We Speak for the Trees: Tree Team protects diverse environment

by Jamie Collier, Campus Carrier Staff Writer

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Jarrod Ferrell, a member of the Tree Team, prunes the Thomas Berry oak, one of the many tasks the team does to preserve and protect the trees on campus. 

Over the past five years the Berry College Tree Team has rejuvenated and maintained a diverse system of trees on campus.  The storms that swept over Berry in 2011 forever changed the landscape.  It is estimated that, in that episode, 1,200 trees were felled or had to be taken down.  During this time the grounds crew on Berry’s campus was overwhelmed and there was a great need for rehabilitation of trees.  Out of this need the Berry College Tree Team was born.  

The Tree Team had a large task ahead of them: to preserve the existing canopy and replace the trees that were lost. The Tree Team did start with a large bank of knowledge, and Brookwood Tree Consulting has helped guide the Team.  However humble their beginnings, the Team has grown substantially. Recently the Team was awarded Georgia Urban Forest Council Outstanding Student Grant.  Their work also helped to make Berry part of Tree Campus USA, a program where the Arbor Day Foundation recognizes outstanding campuses.    

After the storms, there were mass plantings of trees to replace those that were cut or removed.  Because of this, Berry is now faced with a unique dilemma.      

“What we have now is a Baby Boomer situation,” Tree Crew Student Supervisor Zachary Lemckey said. “Lots of trees are maturing at the same time.  We are trying to stagger the plantings to maintain the existing canopy.” 

Though it is easy to see where trees are cut down, it is easy to miss when they are planted.  Eight new trees have recently been planted around the soccer field and cow pastures near the Ford Buildings.  Over the next few years the team plans to cut down six trees from the area around Berry College Chapel.  All trees that are removed are replaced as closely as possible to the location of the original planting.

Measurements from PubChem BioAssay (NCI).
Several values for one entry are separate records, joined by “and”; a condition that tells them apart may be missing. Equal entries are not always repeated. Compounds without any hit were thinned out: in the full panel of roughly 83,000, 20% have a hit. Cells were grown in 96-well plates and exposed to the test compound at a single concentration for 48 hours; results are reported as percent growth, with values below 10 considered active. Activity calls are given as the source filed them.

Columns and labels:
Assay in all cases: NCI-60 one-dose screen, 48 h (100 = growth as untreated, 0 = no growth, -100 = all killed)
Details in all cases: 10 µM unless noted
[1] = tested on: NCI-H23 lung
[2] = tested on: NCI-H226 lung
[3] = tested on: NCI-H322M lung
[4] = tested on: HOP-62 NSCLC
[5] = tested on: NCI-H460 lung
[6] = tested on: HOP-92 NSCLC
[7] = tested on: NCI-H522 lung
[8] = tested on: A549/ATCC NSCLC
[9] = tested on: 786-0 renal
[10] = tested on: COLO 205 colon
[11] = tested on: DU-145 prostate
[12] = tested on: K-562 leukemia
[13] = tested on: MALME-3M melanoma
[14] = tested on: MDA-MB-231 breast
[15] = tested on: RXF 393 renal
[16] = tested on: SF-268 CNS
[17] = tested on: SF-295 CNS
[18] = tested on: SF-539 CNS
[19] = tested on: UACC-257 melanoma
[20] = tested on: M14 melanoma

Trees are maintained most commonly by vertical mulching, fertilization, watering and pruning.  Many different factors are taken into account when caring for the trees, one being the safety of people walking below.   

“We all keep an eye out when we are maintaining the trees for dead or dying branches that could be a hazard,” Tree Crew Supervisor Kevin Mason said.  

The Team has been working to take seeds from the best trees on campus and currently has a 4-acre nursery.  By taking seeds and branches from the best trees, the Team is able to produce more structurally sound and aesthetically pleasing trees for Berry’s campus and community. 

“Berry has a unique campus whose diversity of trees is one reason for its uniqueness,” Jim Watkins, associate professor of English and instructor for Environmental Studies said.  

Another benefit of the Tree Team’s work is the new Arboretum on Main Campus.  Because of the preservation done by the Tree Team, biology students were able to create the interactive walk.  

“The Arboretum is an interactive walk that allows one to learn about and admire the beauty and majesty of just a few of the trees on the world’s most beautiful campus,” Eddie Elsberry, director of environmental compliance and sustainability said.  

The work of the Tree Team provides a healthy and growing canopy on main campus and allows for Berry to grow and continue.

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